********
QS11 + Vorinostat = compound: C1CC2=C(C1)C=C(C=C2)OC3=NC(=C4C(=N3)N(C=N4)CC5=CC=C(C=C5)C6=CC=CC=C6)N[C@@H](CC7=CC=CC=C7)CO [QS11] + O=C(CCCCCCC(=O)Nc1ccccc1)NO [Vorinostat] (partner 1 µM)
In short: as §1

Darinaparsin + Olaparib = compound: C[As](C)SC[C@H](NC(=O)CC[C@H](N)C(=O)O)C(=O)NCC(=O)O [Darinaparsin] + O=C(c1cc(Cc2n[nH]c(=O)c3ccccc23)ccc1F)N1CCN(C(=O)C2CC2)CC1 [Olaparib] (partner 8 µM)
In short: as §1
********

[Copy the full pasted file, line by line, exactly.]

QS11 + Vorinostat = compound: C1CC2=C(C1)C=C(C=C2)OC3=NC(=C4C(=N3)N(C=N4)CC5=CC=C(C=C5)C6=CC=CC=C6)N[C@@H](CC7=CC=CC=C7)CO [QS11] + O=C(CCCCCCC(=O)Nc1ccccc1)NO [Vorinostat] (partner 1 µM)
In short: as §1

Darinaparsin + Olaparib = compound: C[As](C)SC[C@H](NC(=O)CC[C@H](N)C(=O)O)C(=O)NCC(=O)O [Darinaparsin] + O=C(c1cc(Cc2n[nH]c(=O)c3ccccc23)ccc1F)N1CCN(C(=O)C2CC2)CC1 [Olaparib] (partner 8 µM)
In short: as §1